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Why Would My Landlord Buyout My Rent Controlled or Rent Stabilized Apartment?

The Dilemma

Living in a rent controlled or rent stabilized apartment definitely has its advantages. Clearly, the most obvious advantage is the cost savings. While other New York City tenants are forced to tolerate significant rent increases, you are able to avoid that fate and continue paying affordable rent for your apartment.

The cost savings are great. That said, they may not be so great for your landlord. Landlords of rent controlled or rent stabilized apartments may view your apartment as an asset that is not being fully utilized. In other words, your landlord may be looking at other apartment buildings on the same street or in the same neighborhood and think “Why aren’t I getting as much from my tenants as these other buildings?”


However, because the landlord has a rent controlled or rent stabilized building, he or she has limited options. One of the most powerful options in the landlord’s quiver, however, is an apartment buyout.

Why Landlords Love Buyouts


We have previously written about the basics of apartment buyouts and how tenants in rent controlled or rent stabilized apartments can navigate the buyout process. Depending on your priorities and financial circumstances, a buyout may or may not be in your best interests. Whether you rely on a third-party expert like Lease Buyout Advisors or take on the process on your own, you will want to do your own diligence to ensure that you are making the right decision.


However, whether you are interested in a buyout or not, it is useful to understand why landlords would want to target your apartment for a buyout. Placing yourself into the shoes of your landlord can go a long way to helping you in negotiations—should you think a buyout is an attractive option.


The most obvious reason that a landlord would want to buyout your rent controlled or rent stabilized apartment is that the landlord can raise rent to market value for new tenants, thus increasing their income.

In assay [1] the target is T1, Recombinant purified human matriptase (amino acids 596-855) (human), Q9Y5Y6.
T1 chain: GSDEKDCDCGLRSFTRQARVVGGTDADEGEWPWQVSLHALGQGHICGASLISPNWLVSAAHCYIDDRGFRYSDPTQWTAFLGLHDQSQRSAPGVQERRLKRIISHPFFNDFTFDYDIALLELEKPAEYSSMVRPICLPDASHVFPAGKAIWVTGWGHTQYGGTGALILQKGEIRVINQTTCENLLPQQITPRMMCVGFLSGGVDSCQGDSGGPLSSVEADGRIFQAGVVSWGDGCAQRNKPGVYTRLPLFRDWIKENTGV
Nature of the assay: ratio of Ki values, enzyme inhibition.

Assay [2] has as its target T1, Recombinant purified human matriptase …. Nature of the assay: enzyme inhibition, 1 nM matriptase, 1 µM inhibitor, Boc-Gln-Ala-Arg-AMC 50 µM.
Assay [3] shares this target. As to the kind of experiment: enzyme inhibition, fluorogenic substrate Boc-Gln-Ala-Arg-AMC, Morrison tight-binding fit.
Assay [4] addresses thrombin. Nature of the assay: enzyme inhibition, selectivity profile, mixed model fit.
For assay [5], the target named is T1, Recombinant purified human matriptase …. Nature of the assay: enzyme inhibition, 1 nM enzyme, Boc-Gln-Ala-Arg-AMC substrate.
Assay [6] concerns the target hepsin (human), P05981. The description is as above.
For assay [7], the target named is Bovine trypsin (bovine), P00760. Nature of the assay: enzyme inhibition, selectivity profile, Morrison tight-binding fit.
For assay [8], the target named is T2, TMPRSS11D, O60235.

Presenting a simple example makes it obvious as to why a landlord would want to buy you out to raise rent for subsequent tenants. 


Let’s say that you are living in a rent stabilized apartment in Yorkville or on the Upper East Side. You have lived there since 2008 and have seen the neighborhood change due to the completion of the Second Avenue Subway. Living in a rent stabilized apartment, your landlord cannot increase your rent to take advantage of rising property values in the neighborhood. Assuming that you and your family intend to stay in your apartment for the foreseeable future, your landlord may think that it is in his or her best interest to take a temporary financial hit by paying you a certain sum to leave the apartment building. From there, the landlord can deregulate your rent stabilized apartment, raise the monthly rent to market levels, and find a new tenant.

This is the baseline example of why a landlord would seek a buyout for your rent controlled or rent stabilized apartment. Buying out your apartment, in the eyes of the landlord, is an investment in the revenue generating capability of their building, as the surrounding neighborhood is becoming more and more developed. 


Besides the ability to raise rent for subsequent tenants, a landlord would want to buy out your rent controlled or rent subsidized apartment because the landlord wants to tear down the building and develop a new property.